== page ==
When It Rains, It Firs, Part 2: The Trouble With Saturated Ground

Dealing with unpredictable weather is something that inevitably comes with living in Georgia. During certain seasons it’s not unusual for Georgians to experience everything from sun and hail to snow and rain within the span of 24 hours. Recently, this unpredictable weather has struck in the form of torrential downpours, causing flooding, roadway delays, and saturated ground, which can mean disaster for trees (and homeowners) everywhere.

 

You may be thinking to yourself, “I thought rain was good for trees!” Normally, you’d be right, but heavy rain causes soil to become saturated with water to the point where there’s no room for oxygen. When this happens, a tree’s roots can die, leaving the remaining living roots to grow close to the surface.

 

This process causes a lot of trees to become unstable, some more than others. Trees with wider, stronger, and deeper roots prove to be stronger against flooding and wind, while trees with narrow, weaker roots in shallow ground are prime candidates for toppling.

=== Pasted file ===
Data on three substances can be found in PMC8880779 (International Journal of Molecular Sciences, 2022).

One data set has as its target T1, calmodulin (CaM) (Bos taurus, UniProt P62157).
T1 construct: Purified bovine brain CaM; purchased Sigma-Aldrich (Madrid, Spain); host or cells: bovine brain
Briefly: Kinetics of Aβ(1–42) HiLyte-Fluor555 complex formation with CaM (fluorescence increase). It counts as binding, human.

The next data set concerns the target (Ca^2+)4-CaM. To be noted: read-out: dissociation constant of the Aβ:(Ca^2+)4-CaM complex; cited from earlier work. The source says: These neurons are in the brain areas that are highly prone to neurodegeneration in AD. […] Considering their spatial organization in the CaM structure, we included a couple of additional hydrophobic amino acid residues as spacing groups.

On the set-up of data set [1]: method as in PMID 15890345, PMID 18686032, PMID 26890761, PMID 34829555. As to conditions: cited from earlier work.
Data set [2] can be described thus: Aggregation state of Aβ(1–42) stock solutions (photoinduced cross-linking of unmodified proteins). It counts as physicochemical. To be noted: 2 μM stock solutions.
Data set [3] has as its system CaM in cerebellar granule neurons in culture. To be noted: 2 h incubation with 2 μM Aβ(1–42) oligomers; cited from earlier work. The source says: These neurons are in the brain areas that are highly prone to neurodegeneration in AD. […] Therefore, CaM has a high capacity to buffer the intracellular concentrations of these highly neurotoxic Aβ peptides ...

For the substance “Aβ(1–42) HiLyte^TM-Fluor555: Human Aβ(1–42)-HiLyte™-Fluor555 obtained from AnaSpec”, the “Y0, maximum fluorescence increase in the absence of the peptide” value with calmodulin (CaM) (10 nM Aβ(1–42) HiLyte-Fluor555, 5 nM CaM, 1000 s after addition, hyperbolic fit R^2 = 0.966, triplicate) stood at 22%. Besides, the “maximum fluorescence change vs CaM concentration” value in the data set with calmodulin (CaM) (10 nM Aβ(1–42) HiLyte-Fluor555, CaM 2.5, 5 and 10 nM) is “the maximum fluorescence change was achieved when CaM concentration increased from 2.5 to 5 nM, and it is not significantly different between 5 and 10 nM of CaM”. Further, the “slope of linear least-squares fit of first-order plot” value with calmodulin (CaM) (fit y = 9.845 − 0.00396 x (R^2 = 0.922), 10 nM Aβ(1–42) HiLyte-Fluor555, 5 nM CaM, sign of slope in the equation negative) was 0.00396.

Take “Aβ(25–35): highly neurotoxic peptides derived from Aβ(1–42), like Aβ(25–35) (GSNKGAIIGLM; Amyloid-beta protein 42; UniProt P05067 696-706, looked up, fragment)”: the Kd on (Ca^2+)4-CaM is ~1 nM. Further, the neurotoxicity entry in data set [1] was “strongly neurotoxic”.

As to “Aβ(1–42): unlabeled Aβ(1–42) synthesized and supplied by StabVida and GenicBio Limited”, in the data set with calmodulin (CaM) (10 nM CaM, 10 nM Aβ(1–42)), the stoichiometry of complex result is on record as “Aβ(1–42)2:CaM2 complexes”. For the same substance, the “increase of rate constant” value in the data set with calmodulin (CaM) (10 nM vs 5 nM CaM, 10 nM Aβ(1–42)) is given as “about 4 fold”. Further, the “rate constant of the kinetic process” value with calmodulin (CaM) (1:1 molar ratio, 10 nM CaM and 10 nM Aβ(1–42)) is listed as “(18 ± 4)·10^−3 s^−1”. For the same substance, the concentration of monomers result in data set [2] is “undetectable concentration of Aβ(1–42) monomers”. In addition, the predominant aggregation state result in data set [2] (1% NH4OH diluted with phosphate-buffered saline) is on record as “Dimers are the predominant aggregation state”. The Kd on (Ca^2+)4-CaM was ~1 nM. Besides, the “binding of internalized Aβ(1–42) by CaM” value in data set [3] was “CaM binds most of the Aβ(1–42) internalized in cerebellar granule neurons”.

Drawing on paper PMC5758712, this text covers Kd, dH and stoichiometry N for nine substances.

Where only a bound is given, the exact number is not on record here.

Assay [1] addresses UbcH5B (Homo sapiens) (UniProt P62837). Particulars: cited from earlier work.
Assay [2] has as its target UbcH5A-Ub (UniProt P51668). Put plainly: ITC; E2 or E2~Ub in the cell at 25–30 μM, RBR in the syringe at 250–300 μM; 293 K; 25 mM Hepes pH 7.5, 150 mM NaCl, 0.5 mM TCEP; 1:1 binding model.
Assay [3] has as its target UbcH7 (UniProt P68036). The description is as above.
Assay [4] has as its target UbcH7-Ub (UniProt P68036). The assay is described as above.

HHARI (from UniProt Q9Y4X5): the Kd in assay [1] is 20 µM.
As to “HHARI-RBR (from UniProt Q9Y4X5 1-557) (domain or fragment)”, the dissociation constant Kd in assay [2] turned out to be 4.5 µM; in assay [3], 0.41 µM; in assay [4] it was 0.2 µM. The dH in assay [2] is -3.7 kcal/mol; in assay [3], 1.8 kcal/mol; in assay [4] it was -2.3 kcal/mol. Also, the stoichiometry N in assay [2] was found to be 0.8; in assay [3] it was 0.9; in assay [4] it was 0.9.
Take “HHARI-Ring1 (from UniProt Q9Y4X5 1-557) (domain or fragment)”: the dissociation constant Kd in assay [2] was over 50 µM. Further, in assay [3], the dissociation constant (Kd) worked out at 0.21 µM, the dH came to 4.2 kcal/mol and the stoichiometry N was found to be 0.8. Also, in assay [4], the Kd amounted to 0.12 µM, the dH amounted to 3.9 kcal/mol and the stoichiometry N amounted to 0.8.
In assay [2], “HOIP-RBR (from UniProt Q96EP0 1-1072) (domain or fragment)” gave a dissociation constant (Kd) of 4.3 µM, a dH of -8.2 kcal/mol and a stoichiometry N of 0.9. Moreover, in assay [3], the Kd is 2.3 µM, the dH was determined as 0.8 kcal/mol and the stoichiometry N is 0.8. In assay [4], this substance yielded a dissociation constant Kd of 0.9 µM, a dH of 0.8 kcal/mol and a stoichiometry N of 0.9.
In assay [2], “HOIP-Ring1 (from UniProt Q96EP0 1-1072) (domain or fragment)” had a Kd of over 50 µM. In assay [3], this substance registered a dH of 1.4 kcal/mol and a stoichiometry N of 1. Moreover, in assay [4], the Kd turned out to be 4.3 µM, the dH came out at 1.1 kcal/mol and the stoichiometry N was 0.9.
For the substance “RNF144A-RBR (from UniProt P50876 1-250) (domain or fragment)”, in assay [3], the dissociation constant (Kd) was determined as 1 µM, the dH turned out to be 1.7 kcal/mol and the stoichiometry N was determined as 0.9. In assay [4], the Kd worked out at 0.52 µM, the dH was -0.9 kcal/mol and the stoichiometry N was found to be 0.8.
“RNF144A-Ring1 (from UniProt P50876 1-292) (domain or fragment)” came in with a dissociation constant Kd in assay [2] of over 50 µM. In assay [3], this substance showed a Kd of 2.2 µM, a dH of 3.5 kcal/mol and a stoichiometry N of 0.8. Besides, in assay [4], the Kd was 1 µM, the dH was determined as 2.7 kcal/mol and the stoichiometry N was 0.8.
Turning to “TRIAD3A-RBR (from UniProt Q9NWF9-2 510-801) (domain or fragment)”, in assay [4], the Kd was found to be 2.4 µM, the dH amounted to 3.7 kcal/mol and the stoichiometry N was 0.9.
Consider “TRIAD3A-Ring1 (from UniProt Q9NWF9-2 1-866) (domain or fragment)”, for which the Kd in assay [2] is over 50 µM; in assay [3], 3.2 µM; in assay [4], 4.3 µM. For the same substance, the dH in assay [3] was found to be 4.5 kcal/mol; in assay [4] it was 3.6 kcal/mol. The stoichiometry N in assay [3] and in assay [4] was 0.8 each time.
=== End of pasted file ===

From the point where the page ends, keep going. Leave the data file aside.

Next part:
Trees in saturated ground are also more vulnerable to windthrow. During storms, wind pushes against trees’ trunks and canopies, which applies force to their roots and causes them to tip over. It’s worth noting that this force is amplified for taller trees since they often have larger trunks and canopies. As you can imagine, the damage from these green giants falling can be catastrophic.

 

Additionally, decaying trees in saturated ground can prove even more dangerous due to their already weakened root structures. Make sure to watch out for fungal growth near or on the trunk, raised roots, cracks, or dead branches.

 

The best way to prepare for a timbering tree and avoid damage to your house, vehicle, and most importantly, yourself, is to be proactive and schedule an appointment with the experts at Premier Tree Solutions. Click here to contact us today.

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